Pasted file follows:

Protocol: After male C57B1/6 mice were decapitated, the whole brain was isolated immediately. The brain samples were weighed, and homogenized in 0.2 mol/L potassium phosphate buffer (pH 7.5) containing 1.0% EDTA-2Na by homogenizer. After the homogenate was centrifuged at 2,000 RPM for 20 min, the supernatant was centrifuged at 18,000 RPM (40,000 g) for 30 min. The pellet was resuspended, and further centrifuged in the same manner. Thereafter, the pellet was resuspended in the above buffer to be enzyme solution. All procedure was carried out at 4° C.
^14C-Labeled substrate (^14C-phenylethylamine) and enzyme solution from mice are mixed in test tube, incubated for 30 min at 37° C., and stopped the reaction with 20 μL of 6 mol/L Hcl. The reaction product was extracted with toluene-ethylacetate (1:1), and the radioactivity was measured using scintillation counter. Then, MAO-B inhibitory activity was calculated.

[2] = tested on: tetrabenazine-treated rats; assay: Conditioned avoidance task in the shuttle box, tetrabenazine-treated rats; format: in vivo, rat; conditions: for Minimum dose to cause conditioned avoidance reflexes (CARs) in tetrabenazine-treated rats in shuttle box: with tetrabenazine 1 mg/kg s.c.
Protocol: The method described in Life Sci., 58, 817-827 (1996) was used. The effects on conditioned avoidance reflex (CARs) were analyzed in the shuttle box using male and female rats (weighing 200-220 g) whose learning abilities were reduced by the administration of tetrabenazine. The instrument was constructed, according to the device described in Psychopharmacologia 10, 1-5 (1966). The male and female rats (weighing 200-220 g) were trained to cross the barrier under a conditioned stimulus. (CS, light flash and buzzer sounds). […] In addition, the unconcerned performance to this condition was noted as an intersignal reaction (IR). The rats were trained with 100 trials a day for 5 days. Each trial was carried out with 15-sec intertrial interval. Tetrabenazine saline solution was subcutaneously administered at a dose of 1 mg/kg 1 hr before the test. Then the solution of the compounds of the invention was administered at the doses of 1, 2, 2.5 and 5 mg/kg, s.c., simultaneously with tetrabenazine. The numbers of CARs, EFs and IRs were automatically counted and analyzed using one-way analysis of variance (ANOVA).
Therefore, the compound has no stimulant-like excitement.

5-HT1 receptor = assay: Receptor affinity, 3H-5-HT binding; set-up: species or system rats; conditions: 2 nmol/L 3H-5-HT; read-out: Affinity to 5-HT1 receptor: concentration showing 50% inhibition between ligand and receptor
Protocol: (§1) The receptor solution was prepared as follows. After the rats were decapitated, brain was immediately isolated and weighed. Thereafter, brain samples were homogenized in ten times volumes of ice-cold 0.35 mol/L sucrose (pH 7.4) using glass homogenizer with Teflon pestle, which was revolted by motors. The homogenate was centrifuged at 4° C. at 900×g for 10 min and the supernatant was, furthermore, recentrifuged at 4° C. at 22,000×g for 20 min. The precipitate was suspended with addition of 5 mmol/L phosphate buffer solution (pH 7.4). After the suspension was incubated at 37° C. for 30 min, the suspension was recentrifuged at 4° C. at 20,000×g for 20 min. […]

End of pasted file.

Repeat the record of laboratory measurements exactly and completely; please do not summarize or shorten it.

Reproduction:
Protocol: After male C57B1/6 mice were decapitated, the whole brain was isolated immediately. The brain samples were weighed, and homogenized in 0.2 mol/L potassium phosphate buffer (pH 7.5) containing 1.0% EDTA-2Na by homogenizer. After the homogenate was centrifuged at 2,000 RPM for 20 min, the supernatant was centrifuged at 18,000 RPM (40,000 g) for 30 min. The pellet was resuspended, and further centrifuged in the same manner. Thereafter, the pellet was resuspended in the above buffer to be enzyme solution. All procedure was carried out at 4° C.
^14C-Labeled substrate (^14C-phenylethylamine) and enzyme solution from mice are mixed in test tube, incubated for 30 min at 37° C., and stopped the reaction with 20 μL of 6 mol/L Hcl. The reaction product was extracted with toluene-ethylacetate (1:1), and the radioactivity was measured using scintillation counter. Then, MAO-B inhibitory activity was calculated.

[2] = tested on: tetrabenazine-treated rats; assay: Conditioned avoidance task in the shuttle box, tetrabenazine-treated rats; format: in vivo, rat; conditions: for Minimum dose to cause conditioned avoidance reflexes (CARs) in tetrabenazine-treated rats in shuttle box: with tetrabenazine 1 mg/kg s.c.
Protocol: The method described in Life Sci., 58, 817-827 (1996) was used. The effects on conditioned avoidance reflex (CARs) were analyzed in the shuttle box using male and female rats (weighing 200-220 g) whose learning abilities were reduced by the administration of tetrabenazine. The instrument was constructed, according to the device described in Psychopharmacologia 10, 1-5 (1966). The male and female rats (weighing 200-220 g) were trained to cross the barrier under a conditioned stimulus. (CS, light flash and buzzer sounds). […] In addition, the unconcerned performance to this condition was noted as an intersignal reaction (IR). The rats were trained with 100 trials a day for 5 days. Each trial was carried out with 15-sec intertrial interval. Tetrabenazine saline solution was subcutaneously administered at a dose of 1 mg/kg 1 hr before the test. Then the solution of the compounds of the invention was administered at the doses of 1, 2, 2.5 and 5 mg/kg, s.c., simultaneously with tetrabenazine. The numbers of CARs, EFs and IRs were automatically counted and analyzed using one-way analysis of variance (ANOVA).
Therefore, the compound has no stimulant-like excitement.

5-HT1 receptor = assay: Receptor affinity, 3H-5-HT binding; set-up: species or system rats; conditions: 2 nmol/L 3H-5-HT; read-out: Affinity to 5-HT1 receptor: concentration showing 50% inhibition between ligand and receptor
Protocol: (§1) The receptor solution was prepared as follows. After the rats were decapitated, brain was immediately isolated and weighed. Thereafter, brain samples were homogenized in ten times volumes of ice-cold 0.35 mol/L sucrose (pH 7.4) using glass homogenizer with Teflon pestle, which was revolted by motors. The homogenate was centrifuged at 4° C. at 900×g for 10 min and the supernatant was, furthermore, recentrifuged at 4° C. at 22,000×g for 20 min. The precipitate was suspended with addition of 5 mmol/L phosphate buffer solution (pH 7.4). After the suspension was incubated at 37° C. for 30 min, the suspension was recentrifuged at 4° C. at 20,000×g for 20 min. […]